Recently I wrote on ScrumDevelopment:
Agile is the vanguard of a general change in management, beyond “just” software. At the moment, it is seldom on the radar screens of today’s MBA trained managers.
Two responses arrived almost simultaneously:
“No. People like Deming, Goldratt, Ohno, (and several others…) are the vanguards of general change in management (to the extent that there is yet much of a change)” – Kurt Häusler
“Well said Peter!” – Srinivas Chillara
I really do believe Agile is the vanguard in the transformation of management.
There are two levels to Agile – one is about engineering practices, the other is about values. Let’s leave the engineering practices aside for a moment. In this context I am referring to Agile as a management framework.
What management principles does Agile implement? Servant leadership, delegation, intrinsic motivation, high trust cultures, PDCA, and much more. These are all things that one routinely encounters in an Agile project and exactly what the management gurus have been saying we should do. It is not that Agile invented these things, but Agile is where these things are being systematically applied, where there is a large body of knowledge on how to do it, and where there is a lot of experience on what happens when you do it.
Agile represents the one of the few communities where these principles are systematically applied. Take Scrum, for example: Product Owners and Scrum Masters are servant leaders. Sprint Planning operates at level 6 (of 7) on Jurgen Appelo’s authority scale. The framework implements PDCA in two to four week cyles.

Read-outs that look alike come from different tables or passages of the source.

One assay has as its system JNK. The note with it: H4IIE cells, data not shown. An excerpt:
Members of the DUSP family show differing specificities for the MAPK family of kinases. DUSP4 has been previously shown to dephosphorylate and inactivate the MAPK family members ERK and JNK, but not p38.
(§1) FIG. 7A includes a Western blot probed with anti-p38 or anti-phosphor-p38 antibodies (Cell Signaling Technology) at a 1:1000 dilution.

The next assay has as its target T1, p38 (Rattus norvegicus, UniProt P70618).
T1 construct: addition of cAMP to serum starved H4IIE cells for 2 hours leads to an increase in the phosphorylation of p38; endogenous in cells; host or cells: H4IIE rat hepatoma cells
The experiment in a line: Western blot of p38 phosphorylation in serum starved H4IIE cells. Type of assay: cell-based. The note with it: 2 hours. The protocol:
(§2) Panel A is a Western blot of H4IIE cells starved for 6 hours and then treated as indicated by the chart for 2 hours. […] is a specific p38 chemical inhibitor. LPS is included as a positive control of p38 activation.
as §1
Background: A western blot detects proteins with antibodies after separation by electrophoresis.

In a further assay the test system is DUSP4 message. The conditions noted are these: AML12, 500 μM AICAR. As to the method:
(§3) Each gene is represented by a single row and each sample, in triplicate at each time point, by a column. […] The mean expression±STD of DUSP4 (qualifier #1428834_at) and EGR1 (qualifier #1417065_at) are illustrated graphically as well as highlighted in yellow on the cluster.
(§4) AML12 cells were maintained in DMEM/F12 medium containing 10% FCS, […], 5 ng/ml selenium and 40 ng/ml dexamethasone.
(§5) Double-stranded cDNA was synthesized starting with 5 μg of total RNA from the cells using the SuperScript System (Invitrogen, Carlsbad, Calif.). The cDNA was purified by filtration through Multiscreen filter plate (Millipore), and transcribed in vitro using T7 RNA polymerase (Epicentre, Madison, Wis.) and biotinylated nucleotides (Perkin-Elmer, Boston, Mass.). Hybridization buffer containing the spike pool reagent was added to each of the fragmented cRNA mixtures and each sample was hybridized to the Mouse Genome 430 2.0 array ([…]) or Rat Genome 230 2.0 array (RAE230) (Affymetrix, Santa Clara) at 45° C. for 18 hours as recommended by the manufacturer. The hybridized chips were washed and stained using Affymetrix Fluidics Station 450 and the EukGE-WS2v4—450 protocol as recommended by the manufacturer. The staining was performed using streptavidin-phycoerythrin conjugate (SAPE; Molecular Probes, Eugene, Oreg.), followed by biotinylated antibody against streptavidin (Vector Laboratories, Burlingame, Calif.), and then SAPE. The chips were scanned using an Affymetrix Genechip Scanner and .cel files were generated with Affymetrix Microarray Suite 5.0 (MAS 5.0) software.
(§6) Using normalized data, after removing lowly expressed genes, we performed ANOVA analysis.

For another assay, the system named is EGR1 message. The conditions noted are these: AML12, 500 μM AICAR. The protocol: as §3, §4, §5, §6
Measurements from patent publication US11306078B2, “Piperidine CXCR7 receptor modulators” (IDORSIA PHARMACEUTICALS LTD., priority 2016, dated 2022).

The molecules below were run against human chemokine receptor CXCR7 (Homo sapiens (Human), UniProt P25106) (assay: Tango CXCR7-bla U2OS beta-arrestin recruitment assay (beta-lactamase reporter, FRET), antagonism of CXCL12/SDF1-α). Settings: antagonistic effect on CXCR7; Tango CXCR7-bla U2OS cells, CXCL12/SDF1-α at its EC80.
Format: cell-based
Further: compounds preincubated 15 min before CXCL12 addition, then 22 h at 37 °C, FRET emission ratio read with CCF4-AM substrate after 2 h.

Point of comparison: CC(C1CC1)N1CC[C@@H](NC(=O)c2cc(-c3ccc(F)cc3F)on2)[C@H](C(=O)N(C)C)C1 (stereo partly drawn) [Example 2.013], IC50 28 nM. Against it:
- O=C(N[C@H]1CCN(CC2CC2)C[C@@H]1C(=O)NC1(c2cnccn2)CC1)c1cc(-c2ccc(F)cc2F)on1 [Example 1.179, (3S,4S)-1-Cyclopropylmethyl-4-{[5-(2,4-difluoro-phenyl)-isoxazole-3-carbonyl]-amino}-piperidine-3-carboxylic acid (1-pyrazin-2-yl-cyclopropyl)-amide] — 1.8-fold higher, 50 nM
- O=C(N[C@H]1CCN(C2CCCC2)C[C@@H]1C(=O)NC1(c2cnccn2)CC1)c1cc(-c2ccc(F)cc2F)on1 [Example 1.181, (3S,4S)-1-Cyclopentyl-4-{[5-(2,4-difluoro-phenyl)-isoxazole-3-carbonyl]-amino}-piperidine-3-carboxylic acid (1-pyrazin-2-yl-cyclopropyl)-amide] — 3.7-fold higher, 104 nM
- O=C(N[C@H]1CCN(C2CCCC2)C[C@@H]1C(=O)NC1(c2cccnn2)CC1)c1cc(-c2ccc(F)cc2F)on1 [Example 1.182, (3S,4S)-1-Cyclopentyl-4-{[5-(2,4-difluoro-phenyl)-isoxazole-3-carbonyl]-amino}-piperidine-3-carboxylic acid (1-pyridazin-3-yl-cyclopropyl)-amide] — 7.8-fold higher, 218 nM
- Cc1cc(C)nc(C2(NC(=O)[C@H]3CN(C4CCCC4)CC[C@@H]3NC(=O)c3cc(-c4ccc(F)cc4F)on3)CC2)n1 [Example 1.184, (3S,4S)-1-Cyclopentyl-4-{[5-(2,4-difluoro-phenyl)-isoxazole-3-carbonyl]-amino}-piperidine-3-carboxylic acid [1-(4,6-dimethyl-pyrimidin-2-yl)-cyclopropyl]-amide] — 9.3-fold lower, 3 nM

What other framework could qualify? Maybe Lean. Kanban I think has a strong claim. It leads you away from command-and-control, even though it can co-exist with it. But many people consider Kanban to be as much an agile framework as a lean one. Is there any other framework which can a) make this claim, and b) is widely applied?
All these modern management ideas are being implemented right under the noses of and often in the face of apathy or active resistance from classically trained managers. Steve Denning documented this thoroughly in his recent post. If you read a college textbook on management, you don’t learn about Agile, or Scrum, or Kanban. Maybe a little bit about Lean. This has to change.
So yes Agile is on the vanguard. Not by talking or teaching at prestigious business schools, but by actually doing all the things management gurus have been saying managers should do for the last 50 years. Rod Collins, former CEO of Blue Cross Federal Employees Division and author of Leadership in a Wiki World believes the next generation of top managers will come from the agile ranks, simply because these are the people who ‘get it’:
Where do we go from here? A number of Stoos events are planned, most notably the Stoos Stampede and the StoosXchange. A number of Stoos Satellites have formed around the world to build local communities. Having said this, most of the resonance is coming from the Agile community. Franz Röösli and I will attend Gary Hamel’s MIX Mashup. Our immediate goal is to get Agile on management’s radar screen.
If you’re not already a member, I’d encourage you to join the Stoos network. Summon the future! Catalyze a change for the better.
[Update 20.Apr/11:44 EDT]: I expanded the section on agile principles to give some examples of what management principles Agile implement. Also invited people to suggest other frameworks which might qualify. ]
[Update 20.Apr/12:10 EDT]: …and I updated the section again to be more inclusive of Lean and especially Kanban. Stoos is about what compatible frameworks have in common, not about the rivalries between them. ]